In a statement on Tuesday, the powerful conservative justice said he thinks the high court should weigh in soon on the sweeping interpretations of Section 230 emerging from lower courts. He argued the courts have interpreted the statute too broadly, allowing internet companies to shirk any responsibility for the content posted on their platforms.
"Extending §230 immunity beyond the natural reading of the text can have serious consequences," Thomas wrote, in response to a Section 230 case before the court, Malwarebytes, Inc. v. Enigma Software. He agreed with his fellow justices that Malwarebytes is not the right case to take on. But he added, "in an appropriate case, it behooves us to do so."
He raised multiple high-profile examples, including Jane Doe v. Backpage.com, in which a court determined Backpage could not be held liable for the design decisions that enabled sex trafficking on its site, and Jones v. Dirty World Entertainment Recordings LLC, which determined online websites cannot be held liable for defamatory posts even if they select, edit and "prominently" feature that content.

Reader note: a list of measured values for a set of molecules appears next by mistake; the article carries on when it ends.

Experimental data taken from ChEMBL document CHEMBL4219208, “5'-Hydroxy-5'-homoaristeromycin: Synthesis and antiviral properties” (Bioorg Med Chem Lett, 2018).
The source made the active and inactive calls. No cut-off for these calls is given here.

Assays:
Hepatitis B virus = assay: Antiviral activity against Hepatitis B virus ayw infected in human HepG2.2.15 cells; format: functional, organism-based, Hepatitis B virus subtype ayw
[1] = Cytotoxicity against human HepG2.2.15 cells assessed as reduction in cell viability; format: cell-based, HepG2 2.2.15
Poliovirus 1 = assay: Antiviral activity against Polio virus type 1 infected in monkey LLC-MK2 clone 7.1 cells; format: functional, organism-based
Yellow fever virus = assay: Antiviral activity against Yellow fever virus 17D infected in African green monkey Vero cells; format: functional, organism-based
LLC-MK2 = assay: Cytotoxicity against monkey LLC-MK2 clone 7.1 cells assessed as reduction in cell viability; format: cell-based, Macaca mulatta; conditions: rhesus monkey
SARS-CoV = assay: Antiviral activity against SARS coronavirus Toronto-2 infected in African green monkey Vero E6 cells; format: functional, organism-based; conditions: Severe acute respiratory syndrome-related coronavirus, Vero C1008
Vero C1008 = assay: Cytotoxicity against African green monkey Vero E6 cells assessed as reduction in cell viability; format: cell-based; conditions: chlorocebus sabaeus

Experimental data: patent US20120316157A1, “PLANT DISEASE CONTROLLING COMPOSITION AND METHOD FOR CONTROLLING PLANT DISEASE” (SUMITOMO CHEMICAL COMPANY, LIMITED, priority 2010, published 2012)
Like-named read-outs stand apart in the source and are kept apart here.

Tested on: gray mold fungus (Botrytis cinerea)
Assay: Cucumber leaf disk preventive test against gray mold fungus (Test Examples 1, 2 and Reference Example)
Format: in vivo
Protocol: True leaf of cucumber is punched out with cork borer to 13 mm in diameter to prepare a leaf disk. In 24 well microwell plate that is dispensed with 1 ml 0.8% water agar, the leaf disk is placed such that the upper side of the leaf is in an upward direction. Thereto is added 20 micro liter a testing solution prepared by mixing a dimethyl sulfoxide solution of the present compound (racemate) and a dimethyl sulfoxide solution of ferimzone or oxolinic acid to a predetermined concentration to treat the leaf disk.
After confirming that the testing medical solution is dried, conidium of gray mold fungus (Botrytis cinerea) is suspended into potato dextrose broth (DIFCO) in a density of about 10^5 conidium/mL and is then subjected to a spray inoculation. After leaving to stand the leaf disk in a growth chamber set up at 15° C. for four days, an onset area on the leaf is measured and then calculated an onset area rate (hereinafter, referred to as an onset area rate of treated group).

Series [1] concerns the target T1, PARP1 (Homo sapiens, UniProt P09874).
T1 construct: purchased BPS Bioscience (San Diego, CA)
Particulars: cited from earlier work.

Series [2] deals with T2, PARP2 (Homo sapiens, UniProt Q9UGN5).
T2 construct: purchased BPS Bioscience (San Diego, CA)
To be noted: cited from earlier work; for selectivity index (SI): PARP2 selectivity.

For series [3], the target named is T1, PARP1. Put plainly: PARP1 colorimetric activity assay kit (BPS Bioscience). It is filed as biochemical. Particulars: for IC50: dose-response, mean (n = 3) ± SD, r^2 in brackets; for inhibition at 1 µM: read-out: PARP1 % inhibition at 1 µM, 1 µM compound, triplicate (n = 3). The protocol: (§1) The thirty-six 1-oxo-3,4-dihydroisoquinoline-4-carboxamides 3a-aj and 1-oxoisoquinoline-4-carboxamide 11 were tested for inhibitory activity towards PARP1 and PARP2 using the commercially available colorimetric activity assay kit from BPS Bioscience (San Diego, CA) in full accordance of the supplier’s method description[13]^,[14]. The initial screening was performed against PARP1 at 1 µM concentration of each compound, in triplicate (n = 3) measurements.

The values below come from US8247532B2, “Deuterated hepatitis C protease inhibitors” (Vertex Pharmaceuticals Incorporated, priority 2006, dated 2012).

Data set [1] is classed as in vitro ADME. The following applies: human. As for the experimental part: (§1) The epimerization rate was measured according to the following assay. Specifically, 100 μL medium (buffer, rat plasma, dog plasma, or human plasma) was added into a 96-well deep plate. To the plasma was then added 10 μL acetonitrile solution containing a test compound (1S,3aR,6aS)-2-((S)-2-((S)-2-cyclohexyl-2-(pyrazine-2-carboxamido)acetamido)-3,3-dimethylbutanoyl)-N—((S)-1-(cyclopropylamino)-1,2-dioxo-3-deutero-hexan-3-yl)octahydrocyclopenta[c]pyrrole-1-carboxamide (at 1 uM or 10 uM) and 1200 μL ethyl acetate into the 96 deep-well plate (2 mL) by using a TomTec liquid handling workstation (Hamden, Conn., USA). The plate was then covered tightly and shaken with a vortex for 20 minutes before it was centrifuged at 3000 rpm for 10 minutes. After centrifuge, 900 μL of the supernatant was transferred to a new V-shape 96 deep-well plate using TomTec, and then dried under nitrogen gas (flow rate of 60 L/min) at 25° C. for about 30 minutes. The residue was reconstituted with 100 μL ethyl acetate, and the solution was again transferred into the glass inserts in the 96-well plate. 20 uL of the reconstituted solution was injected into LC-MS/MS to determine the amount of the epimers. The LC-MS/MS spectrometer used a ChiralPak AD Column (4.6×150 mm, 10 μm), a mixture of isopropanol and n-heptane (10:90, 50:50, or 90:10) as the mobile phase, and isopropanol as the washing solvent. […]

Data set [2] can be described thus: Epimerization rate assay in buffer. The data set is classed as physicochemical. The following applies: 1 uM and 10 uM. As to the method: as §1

"Adopting the too-common practice of reading extra immunity into statutes where it does not belong, courts have relied on policy and purpose arguments to grant sweeping protection to Internet platforms," Thomas wrote.
Thomas believes the original intention of the law is a "far cry from what has prevailed in court."
Elizabeth Baker, the deputy general counsel for the Internet Association, said Thomas's interpretation of Section 230 "would create an inferior, less safe online experience for all." She pointed out that the opinion was presented only by Thomas, "and not the entire court."